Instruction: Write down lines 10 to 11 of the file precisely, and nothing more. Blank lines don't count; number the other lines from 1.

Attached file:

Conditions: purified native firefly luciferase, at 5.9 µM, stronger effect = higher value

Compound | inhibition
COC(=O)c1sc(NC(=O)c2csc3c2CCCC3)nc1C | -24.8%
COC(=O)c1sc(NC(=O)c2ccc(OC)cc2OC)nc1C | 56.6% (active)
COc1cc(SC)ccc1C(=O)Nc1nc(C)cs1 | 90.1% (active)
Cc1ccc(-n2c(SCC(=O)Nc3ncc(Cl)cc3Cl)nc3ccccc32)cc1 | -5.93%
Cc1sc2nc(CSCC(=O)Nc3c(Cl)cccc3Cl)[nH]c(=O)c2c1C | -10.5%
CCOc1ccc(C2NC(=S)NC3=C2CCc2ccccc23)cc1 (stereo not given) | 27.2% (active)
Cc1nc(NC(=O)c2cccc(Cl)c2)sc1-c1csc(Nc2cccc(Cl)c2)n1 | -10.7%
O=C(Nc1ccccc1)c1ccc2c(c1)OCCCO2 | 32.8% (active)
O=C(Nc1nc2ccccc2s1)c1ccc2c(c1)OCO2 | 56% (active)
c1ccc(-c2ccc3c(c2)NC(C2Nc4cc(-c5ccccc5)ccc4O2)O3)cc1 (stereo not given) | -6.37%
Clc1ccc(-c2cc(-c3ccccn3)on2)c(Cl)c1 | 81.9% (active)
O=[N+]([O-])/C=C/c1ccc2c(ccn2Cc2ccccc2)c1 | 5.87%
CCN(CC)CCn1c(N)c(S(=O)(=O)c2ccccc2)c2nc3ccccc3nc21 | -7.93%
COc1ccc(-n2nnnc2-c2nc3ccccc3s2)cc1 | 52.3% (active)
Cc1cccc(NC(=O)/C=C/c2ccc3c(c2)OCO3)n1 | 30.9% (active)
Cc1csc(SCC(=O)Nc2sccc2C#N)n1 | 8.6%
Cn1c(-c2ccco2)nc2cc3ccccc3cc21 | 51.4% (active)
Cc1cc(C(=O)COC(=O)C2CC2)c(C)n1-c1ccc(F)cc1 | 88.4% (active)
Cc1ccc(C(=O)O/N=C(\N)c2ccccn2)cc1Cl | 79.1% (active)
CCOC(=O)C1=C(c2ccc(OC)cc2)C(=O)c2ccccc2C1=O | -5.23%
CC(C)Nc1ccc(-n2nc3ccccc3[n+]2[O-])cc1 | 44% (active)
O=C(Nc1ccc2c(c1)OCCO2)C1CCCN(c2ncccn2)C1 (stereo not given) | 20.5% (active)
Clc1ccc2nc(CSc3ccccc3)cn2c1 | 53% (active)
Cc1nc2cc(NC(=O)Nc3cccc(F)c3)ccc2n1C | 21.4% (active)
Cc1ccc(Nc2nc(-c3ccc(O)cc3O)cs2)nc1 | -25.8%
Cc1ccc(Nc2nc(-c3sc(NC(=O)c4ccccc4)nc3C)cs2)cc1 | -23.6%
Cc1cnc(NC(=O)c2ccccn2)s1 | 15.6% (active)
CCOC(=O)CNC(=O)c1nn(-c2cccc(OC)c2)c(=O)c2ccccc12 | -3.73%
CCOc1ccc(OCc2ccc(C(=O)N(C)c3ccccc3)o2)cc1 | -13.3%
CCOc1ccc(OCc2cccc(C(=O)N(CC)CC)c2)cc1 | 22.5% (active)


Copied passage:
O=C(Nc1ccccc1)c1ccc2c(c1)OCCCO2 | 32.8% (active)
O=C(Nc1nc2ccccc2s1)c1ccc2c(c1)OCO2 | 56% (active)